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Series expansion help

  1. Jan 20, 2015 #1
    1. The problem statement, all variables and given/known data
    Show that the first non-zero coefficient in the expansion of
    ##e^{-x}-\frac{1-x}{{\left(1-x^2\right)}^{\frac{1}{2}}{\left(1-x^3\right)}^{\frac{1}{3}}}##
    in ascending powers of x is that of x^5

    2. Relevant equations
    Series expansion, logarithmic series

    3. The attempt at a solution
    Let ##y=e^{-x}-\frac{1-x}{{\left(1-x^2\right)}^{\frac{1}{2}}{\left(1-x^3\right)}^{\frac{1}{3}}}##

    ##{\ln y={\ln \left[\frac{1-x}{{\left(1-x^2\right)}^{\frac{1}{2}}{\left(1-x^3\right)}^{\frac{1}{3}}}\right]\ }\ }##

    ##{\ln y\ }={\ln \left(1-x\right)\ }-\frac{1}{2}{\ln \left(1-x^2\right)-\frac{1}{3}{\ln \left(1-x^3\right)\ }\ }##

    ##{\ln y\ }=\left(-x-\frac{x^2}{2}-\frac{x^3}{3}-\frac{x^4}{4}-\frac{x^5}{5}\right)-\frac{1}{2}\left(-x^2-\frac{x^4}{2}\right)-\frac{1}{3}\left(-x^3\right)##

    ##{\ln y\ }=-x-\frac{x^5}{5}##

    ##y=e^{-x}\cdot e^{-\frac{x^5}{5}}##

    ##ye^x=e^{-\frac{x^5}{5}}##

    ##\left[\frac{1-x}{{\left(1-x^2\right)}^{\frac{1}{2}}{\left(1-x^3\right)}^{\frac{1}{3}}}\right]e^x=e^{-\frac{x^5}{5}}##



    I know I'm incredibly close to the answer, however it seems like I can't solve it.
     
  2. jcsd
  3. Jan 20, 2015 #2

    RUber

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    You seem to have left off the e^(-x) term in your first step with the log.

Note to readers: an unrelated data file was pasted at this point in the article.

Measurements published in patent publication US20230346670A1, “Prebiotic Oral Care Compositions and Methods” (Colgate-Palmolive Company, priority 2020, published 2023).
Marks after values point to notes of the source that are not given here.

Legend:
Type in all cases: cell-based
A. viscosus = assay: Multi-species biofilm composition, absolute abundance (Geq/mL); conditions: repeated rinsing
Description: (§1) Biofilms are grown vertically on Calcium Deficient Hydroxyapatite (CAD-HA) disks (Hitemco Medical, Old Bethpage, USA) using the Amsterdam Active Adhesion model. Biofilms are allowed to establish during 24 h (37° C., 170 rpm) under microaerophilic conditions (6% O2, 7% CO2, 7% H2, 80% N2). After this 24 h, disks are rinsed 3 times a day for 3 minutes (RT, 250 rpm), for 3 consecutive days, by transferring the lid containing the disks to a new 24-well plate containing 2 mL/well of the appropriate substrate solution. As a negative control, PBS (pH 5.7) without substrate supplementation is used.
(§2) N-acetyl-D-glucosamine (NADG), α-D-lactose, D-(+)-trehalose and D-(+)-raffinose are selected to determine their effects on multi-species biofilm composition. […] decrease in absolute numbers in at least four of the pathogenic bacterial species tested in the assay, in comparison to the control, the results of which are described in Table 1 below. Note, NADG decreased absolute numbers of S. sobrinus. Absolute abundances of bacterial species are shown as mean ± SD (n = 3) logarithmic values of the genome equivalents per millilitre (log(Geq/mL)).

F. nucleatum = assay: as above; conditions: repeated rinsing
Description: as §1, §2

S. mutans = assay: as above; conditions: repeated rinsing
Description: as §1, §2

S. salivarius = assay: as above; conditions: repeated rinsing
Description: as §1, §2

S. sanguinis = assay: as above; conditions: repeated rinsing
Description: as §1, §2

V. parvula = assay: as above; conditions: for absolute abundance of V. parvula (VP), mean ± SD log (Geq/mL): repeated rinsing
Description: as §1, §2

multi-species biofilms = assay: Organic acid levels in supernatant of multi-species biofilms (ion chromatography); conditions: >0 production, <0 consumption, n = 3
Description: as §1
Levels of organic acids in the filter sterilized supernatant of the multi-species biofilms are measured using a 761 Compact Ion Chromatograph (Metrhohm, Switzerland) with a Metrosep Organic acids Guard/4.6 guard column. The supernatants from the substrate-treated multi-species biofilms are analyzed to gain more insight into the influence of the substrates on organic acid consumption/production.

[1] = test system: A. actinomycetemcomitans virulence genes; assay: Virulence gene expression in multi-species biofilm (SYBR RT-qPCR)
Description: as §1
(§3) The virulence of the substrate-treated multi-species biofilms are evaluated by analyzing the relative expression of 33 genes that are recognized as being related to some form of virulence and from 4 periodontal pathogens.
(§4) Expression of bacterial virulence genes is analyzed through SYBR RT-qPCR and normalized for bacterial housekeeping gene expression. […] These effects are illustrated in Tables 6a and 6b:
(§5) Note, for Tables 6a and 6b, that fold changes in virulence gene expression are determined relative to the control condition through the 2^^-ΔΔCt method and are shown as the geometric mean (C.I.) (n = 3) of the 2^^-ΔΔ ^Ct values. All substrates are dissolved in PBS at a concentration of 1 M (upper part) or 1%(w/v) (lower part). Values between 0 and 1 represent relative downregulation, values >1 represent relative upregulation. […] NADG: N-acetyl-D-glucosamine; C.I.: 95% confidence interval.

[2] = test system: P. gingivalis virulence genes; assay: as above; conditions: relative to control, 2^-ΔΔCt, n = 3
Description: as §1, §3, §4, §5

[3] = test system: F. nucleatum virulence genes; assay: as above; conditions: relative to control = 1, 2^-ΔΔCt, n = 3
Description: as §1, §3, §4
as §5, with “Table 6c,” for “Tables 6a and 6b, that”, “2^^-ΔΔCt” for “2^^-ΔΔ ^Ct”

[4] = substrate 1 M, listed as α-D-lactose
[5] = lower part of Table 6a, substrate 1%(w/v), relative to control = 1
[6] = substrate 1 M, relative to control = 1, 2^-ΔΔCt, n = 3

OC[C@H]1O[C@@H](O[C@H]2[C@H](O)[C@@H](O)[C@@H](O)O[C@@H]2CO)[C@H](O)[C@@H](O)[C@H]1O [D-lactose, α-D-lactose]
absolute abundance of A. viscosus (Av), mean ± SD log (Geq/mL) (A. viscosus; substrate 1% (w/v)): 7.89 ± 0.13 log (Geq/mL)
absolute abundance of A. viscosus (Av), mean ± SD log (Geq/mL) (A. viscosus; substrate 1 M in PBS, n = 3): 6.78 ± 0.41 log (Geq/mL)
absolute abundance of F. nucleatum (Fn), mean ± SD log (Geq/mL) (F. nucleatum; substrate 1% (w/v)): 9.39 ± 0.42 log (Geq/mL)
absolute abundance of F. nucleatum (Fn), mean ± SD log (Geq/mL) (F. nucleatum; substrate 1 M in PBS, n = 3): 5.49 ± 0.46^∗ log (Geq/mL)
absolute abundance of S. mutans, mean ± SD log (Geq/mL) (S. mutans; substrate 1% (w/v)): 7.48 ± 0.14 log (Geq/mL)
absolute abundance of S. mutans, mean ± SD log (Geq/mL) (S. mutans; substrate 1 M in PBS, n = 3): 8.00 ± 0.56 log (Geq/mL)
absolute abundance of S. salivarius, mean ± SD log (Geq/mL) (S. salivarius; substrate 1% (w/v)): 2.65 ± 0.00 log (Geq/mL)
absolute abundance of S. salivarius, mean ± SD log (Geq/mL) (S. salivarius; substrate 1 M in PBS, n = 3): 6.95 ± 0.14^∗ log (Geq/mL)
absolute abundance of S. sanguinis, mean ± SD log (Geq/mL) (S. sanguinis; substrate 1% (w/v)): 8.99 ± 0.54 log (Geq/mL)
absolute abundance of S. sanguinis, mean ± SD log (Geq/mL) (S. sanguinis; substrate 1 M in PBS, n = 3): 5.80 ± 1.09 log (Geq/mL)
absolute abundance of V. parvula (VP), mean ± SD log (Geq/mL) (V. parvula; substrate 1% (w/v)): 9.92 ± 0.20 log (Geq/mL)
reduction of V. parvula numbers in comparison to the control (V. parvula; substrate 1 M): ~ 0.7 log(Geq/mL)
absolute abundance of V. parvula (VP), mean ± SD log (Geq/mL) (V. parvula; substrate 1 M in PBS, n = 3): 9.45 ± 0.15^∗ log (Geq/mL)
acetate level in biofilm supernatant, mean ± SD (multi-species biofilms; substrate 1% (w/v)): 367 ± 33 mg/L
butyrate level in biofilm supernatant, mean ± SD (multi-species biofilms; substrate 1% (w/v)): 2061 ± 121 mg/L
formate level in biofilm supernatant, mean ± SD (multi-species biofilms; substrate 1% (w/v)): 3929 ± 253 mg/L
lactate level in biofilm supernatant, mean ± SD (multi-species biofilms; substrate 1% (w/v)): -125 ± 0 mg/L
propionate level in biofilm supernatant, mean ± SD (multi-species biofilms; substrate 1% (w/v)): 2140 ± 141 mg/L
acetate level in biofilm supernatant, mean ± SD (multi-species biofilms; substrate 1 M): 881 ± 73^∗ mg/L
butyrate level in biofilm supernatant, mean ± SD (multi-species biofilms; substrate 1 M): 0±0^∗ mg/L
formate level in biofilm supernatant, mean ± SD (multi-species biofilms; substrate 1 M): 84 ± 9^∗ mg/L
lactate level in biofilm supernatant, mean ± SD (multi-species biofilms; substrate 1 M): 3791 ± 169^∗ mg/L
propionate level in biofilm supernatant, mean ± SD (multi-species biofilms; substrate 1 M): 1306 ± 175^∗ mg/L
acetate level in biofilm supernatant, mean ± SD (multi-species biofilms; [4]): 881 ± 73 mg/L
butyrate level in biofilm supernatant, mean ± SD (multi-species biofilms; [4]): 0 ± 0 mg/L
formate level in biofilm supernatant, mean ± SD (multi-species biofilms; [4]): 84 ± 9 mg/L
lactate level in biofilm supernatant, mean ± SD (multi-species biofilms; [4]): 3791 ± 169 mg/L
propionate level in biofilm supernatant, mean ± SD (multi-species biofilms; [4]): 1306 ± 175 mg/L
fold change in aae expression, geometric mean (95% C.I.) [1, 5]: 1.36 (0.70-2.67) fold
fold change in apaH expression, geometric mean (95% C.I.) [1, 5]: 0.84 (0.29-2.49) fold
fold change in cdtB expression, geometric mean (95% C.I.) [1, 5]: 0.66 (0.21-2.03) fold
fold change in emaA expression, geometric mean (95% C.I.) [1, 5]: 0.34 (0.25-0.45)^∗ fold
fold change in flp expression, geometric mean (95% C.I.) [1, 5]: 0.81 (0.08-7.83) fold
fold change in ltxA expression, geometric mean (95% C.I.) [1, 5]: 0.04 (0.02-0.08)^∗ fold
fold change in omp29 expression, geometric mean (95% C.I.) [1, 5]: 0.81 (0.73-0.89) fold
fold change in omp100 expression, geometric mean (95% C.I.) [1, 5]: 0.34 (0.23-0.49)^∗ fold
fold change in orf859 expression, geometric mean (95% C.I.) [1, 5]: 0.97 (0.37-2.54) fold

4. Jan 21, 2015 #3
    I'm aware of this, however the reason why I do this is to find the series expansion of the (1-x)/((1-x^2)^(1/2) (1-x^3)^(1/3)) first, then use it to subtract from the series expansion of e^-x.
     
  5. Jan 21, 2015 #4

    RUber

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    Then perhaps you simply mislabeled your y.
    If ## y = \frac{ 1-x }{ (1-x^2)^{1/2}(1-x^3)^{1/3}} ## then I agree that you might write
    ## y = e^{-x - x^5/5}##
    Your expression then is ##e^{-x} - e^{-x - x^5/5} ##
    Take a look at the series representations of those two exponentials. The result should be clear.
     
  6. Jan 22, 2015 #5
    How do you get e^-x -e^(-x -x^5 /5) ?
     
  7. Jan 22, 2015 #6

    RUber

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    The way you expanded ln(y) was for the fraction part without the ##e^{-x}##. So ##e^{-x} - e^{ln y}## should be your expression.
    As you said in post #3, you wanted to subtract the fractional part from the exponential part.
     
  8. Jan 22, 2015 #7
    Wasn't if I use e^(ln y), the expression would change to e^(-x -x^5 /5) ?
     
  9. Jan 22, 2015 #8

    RUber

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    Back to my original point that in your first post you left ##e^{-x}## off when you took the log of y. So using the definition of y which I gave in post 4, you have the expression ##e^{-x}-y##. You did all the work to express ## y = e^{-x -x^5/5}##. Now you just have to subtract that from ##e^{-x}##.
     
  10. Jan 22, 2015 #9
    Now I have e^-x -e^(-x-x^5/5) Should I expand both as a series?
     
  11. Jan 23, 2015 #10

    RUber

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    If you do, your answer will be evident.
     
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